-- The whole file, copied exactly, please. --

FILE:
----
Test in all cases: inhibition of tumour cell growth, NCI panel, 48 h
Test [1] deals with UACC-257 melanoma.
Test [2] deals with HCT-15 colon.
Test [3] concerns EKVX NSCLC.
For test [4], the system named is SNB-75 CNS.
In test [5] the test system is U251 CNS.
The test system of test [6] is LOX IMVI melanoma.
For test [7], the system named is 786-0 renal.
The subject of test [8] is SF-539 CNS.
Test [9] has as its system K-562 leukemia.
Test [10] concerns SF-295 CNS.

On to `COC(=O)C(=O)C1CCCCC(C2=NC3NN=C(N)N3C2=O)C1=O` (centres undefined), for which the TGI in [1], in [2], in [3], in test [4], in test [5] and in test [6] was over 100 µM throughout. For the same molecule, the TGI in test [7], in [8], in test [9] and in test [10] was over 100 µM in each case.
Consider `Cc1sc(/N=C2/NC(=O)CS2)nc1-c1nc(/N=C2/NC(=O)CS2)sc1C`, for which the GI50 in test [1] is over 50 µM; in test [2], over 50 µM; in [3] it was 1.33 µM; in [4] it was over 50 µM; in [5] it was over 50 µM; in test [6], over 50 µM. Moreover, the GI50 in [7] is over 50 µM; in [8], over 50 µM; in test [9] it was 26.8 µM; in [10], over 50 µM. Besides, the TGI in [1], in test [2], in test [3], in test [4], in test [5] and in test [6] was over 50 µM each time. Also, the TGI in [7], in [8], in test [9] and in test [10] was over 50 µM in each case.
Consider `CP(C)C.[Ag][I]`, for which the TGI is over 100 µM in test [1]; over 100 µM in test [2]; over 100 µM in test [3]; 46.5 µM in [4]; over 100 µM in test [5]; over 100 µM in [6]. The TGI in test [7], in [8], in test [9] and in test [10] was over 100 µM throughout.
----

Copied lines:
Test in all cases: inhibition of tumour cell growth, NCI panel, 48 h
Test [1] deals with UACC-257 melanoma.
Test [2] deals with HCT-15 colon.
Test [3] concerns EKVX NSCLC.
For test [4], the system named is SNB-75 CNS.
In test [5] the test system is U251 CNS.
The test system of test [6] is LOX IMVI melanoma.
For test [7], the system named is 786-0 renal.
The subject of test [8] is SF-539 CNS.
Test [9] has as its system K-562 leukemia.
Test [10] concerns SF-295 CNS.

On to `COC(=O)C(=O)C1CCCCC(C2=NC3NN=C(N)N3C2=O)C1=O` (centres undefined), for which the TGI in [1], in [2], in [3], in test [4], in test [5] and in test [6] was over 100 µM throughout. For the same molecule, the TGI in test [7], in [8], in test [9] and in test [10] was over 100 µM in each case.
Consider `Cc1sc(/N=C2/NC(=O)CS2)nc1-c1nc(/N=C2/NC(=O)CS2)sc1C`, for which the GI50 in test [1] is over 50 µM; in test [2], over 50 µM; in [3] it was 1.33 µM; in [4] it was over 50 µM; in [5] it was over 50 µM; in test [6], over 50 µM. Moreover, the GI50 in [7] is over 50 µM; in [8], over 50 µM; in test [9] it was 26.8 µM; in [10], over 50 µM. Besides, the TGI in [1], in test [2], in test [3], in test [4], in test [5] and in test [6] was over 50 µM each time. Also, the TGI in [7], in [8], in test [9] and in test [10] was over 50 µM in each case.
Consider `CP(C)C.[Ag][I]`, for which the TGI is over 100 µM in test [1]; over 100 µM in test [2]; over 100 µM in test [3]; 46.5 µM in [4]; over 100 µM in test [5]; over 100 µM in [6]. The TGI in test [7], in [8], in test [9] and in test [10] was over 100 µM throughout.